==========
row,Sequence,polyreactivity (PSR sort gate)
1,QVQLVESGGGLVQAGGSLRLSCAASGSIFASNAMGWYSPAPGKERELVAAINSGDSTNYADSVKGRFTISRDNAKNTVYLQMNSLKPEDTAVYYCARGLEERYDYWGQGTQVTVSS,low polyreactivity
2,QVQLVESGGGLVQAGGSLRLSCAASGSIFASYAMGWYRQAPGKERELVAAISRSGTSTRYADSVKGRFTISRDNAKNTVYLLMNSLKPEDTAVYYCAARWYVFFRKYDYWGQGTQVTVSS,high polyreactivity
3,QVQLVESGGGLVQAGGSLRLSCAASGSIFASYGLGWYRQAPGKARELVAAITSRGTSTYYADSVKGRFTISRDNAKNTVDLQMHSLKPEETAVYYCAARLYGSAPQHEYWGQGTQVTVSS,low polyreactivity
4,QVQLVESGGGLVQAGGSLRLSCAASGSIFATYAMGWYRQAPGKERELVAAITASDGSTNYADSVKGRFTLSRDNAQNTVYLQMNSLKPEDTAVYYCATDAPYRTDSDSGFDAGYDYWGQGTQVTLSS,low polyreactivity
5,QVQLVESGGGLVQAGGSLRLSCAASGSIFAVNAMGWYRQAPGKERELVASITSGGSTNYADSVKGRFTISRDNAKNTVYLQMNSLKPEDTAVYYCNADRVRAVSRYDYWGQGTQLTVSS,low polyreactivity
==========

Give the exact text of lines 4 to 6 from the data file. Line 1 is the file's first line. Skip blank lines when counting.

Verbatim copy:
3,QVQLVESGGGLVQAGGSLRLSCAASGSIFASYGLGWYRQAPGKARELVAAITSRGTSTYYADSVKGRFTISRDNAKNTVDLQMHSLKPEETAVYYCAARLYGSAPQHEYWGQGTQVTVSS,low polyreactivity
4,QVQLVESGGGLVQAGGSLRLSCAASGSIFATYAMGWYRQAPGKERELVAAITASDGSTNYADSVKGRFTLSRDNAQNTVYLQMNSLKPEDTAVYYCATDAPYRTDSDSGFDAGYDYWGQGTQVTLSS,low polyreactivity
5,QVQLVESGGGLVQAGGSLRLSCAASGSIFAVNAMGWYRQAPGKERELVASITSGGSTNYADSVKGRFTISRDNAKNTVYLQMNSLKPEDTAVYYCNADRVRAVSRYDYWGQGTQLTVSS,low polyreactivity